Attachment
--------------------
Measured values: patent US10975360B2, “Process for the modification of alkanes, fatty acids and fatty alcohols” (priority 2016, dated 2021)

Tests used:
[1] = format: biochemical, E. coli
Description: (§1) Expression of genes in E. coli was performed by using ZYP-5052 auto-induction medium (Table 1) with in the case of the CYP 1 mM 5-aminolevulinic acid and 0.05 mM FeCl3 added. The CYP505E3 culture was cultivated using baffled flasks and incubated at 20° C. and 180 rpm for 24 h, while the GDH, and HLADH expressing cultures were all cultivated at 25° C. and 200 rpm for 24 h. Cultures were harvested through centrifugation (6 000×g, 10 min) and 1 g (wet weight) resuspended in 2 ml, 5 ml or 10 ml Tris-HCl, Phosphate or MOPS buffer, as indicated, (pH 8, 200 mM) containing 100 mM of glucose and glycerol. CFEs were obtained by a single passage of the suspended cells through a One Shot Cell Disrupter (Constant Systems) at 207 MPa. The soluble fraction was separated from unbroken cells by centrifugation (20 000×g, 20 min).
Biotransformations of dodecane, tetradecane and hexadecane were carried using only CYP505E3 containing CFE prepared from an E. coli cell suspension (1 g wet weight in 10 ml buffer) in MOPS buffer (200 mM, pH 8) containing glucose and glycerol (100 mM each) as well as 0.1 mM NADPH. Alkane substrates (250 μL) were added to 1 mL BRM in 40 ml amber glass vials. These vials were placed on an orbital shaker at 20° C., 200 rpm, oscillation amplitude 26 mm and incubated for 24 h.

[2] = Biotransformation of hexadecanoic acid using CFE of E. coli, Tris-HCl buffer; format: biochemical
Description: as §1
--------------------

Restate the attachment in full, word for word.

Measured values: patent US10975360B2, “Process for the modification of alkanes, fatty acids and fatty alcohols” (priority 2016, dated 2021)

Tests used:
[1] = format: biochemical, E. coli
Description: (§1) Expression of genes in E. coli was performed by using ZYP-5052 auto-induction medium (Table 1) with in the case of the CYP 1 mM 5-aminolevulinic acid and 0.05 mM FeCl3 added. The CYP505E3 culture was cultivated using baffled flasks and incubated at 20° C. and 180 rpm for 24 h, while the GDH, and HLADH expressing cultures were all cultivated at 25° C. and 200 rpm for 24 h. Cultures were harvested through centrifugation (6 000×g, 10 min) and 1 g (wet weight) resuspended in 2 ml, 5 ml or 10 ml Tris-HCl, Phosphate or MOPS buffer, as indicated, (pH 8, 200 mM) containing 100 mM of glucose and glycerol. CFEs were obtained by a single passage of the suspended cells through a One Shot Cell Disrupter (Constant Systems) at 207 MPa. The soluble fraction was separated from unbroken cells by centrifugation (20 000×g, 20 min).
Biotransformations of dodecane, tetradecane and hexadecane were carried using only CYP505E3 containing CFE prepared from an E. coli cell suspension (1 g wet weight in 10 ml buffer) in MOPS buffer (200 mM, pH 8) containing glucose and glycerol (100 mM each) as well as 0.1 mM NADPH. Alkane substrates (250 μL) were added to 1 mL BRM in 40 ml amber glass vials. These vials were placed on an orbital shaker at 20° C., 200 rpm, oscillation amplitude 26 mm and incubated for 24 h.

[2] = Biotransformation of hexadecanoic acid using CFE of E. coli, Tris-HCl buffer; format: biochemical
Description: as §1